• Abstract: The link between economic development and state security has been well established but is still too often overlooked. Former secretary of defense Robert Gates argued in support of development efforts as a form of “preventative diplomacy,” preventing the conditions where violent crises occur that may require more aggressive intervention. For example, rising food prices in Egypt have been cited as a major instigator for the protests that overthrew Hosni Mubarak. That does not mean that Mubarak could have stayed in power if only food were more affordable, but higher levels of economic development and the concurrent factors that encourage it could have made the transition more stable and less violent.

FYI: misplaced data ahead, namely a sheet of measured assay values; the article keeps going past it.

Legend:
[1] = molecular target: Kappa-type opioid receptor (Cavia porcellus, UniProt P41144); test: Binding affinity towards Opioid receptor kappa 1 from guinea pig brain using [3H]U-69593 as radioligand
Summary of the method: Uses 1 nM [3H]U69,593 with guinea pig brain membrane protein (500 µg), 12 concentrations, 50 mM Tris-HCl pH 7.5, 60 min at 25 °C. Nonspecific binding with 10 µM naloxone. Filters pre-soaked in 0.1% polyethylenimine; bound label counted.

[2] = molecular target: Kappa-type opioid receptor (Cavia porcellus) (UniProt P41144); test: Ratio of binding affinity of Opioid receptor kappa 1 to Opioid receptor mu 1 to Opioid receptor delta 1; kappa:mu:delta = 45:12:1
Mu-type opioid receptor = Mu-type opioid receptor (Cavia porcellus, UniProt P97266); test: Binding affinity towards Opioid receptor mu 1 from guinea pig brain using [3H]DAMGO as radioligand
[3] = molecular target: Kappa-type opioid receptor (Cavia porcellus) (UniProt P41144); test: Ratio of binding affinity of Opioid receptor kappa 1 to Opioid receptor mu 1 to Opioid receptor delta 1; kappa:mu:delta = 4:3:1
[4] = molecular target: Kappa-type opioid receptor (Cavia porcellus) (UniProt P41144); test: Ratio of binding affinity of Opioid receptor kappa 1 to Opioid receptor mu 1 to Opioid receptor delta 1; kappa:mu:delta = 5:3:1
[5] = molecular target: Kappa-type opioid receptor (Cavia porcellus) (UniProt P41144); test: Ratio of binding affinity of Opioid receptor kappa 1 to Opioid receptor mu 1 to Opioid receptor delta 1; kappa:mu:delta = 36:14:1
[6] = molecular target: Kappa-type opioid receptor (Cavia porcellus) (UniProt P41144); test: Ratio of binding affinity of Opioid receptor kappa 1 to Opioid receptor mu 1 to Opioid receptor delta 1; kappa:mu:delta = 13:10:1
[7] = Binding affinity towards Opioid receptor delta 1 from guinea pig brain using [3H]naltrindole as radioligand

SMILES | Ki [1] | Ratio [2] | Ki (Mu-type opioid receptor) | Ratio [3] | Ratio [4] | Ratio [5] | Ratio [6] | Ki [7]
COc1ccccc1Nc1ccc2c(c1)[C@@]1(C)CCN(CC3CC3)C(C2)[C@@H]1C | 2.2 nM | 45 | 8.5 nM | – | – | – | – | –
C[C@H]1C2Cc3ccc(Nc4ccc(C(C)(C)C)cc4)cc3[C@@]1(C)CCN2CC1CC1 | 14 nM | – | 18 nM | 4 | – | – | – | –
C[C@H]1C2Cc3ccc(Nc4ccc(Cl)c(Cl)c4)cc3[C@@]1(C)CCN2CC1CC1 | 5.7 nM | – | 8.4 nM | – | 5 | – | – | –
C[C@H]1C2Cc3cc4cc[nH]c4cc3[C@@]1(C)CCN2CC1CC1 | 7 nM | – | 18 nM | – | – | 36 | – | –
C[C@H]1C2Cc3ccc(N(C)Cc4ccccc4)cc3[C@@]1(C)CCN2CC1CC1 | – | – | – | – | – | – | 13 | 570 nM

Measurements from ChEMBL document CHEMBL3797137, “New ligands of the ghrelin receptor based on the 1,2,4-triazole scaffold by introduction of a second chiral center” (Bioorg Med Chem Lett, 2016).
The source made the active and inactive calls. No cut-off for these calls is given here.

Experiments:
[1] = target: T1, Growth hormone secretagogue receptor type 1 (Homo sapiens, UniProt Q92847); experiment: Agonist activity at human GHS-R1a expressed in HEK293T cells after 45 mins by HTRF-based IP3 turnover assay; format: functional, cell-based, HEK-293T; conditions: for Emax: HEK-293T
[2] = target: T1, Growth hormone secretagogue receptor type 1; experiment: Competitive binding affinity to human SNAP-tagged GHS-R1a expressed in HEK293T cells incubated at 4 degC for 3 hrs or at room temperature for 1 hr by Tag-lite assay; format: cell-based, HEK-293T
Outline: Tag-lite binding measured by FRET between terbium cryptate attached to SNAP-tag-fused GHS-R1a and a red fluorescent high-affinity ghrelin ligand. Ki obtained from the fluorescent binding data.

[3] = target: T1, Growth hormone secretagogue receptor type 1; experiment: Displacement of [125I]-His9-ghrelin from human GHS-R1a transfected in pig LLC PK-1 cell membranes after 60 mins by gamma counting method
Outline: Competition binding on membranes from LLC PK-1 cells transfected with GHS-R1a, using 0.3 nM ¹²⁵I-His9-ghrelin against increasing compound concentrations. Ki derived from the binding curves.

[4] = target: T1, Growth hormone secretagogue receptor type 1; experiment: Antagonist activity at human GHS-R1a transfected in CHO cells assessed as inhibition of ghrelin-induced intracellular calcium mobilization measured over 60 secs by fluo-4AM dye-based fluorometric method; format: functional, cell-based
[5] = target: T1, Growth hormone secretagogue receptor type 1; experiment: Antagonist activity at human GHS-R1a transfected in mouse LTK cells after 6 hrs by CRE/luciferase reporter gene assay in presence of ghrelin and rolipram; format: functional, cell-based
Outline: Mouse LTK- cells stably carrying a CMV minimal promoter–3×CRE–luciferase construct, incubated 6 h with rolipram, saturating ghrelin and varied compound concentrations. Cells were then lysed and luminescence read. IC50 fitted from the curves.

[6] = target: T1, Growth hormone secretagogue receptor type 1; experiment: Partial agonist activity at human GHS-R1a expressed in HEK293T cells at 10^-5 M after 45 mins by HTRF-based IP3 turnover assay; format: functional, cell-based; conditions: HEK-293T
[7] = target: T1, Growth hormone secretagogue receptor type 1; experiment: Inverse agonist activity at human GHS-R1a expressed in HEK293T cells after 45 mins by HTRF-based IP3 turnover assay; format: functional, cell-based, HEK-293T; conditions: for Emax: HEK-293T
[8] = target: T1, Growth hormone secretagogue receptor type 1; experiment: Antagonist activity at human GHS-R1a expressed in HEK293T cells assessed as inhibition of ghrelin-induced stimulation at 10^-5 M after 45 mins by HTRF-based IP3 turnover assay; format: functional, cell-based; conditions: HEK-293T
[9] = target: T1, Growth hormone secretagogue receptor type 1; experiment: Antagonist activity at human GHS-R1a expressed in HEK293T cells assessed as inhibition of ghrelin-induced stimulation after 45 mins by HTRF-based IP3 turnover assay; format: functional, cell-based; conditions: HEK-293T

• Topic: Development, Economics, International Cooperation, International Trade and Finance, Markets, Foreign Direct Investment
  • Political Geography: United States
  • Author: Douglas Farah, Robert D. Lamb, Carl Meacham
  • Publication Date: 03-2014
  • Content Type: Working Paper
  • Institution: Center for Strategic and International Studies
  • Abstract: The project that culminated in this report was conceived just over a year ago as an initiative to assess the major accomplishments in strengthening the Colombian government's efforts to bring peace and stability to its countryside.
  • Topic: Development, Economics, Terrorism, International Security, Governance
  • Political Geography: South America
  • Author: Richard Jackson
  • Publication Date: 03-2014
  • Content Type: Working Paper
  • Institution: Center for Strategic and International Studies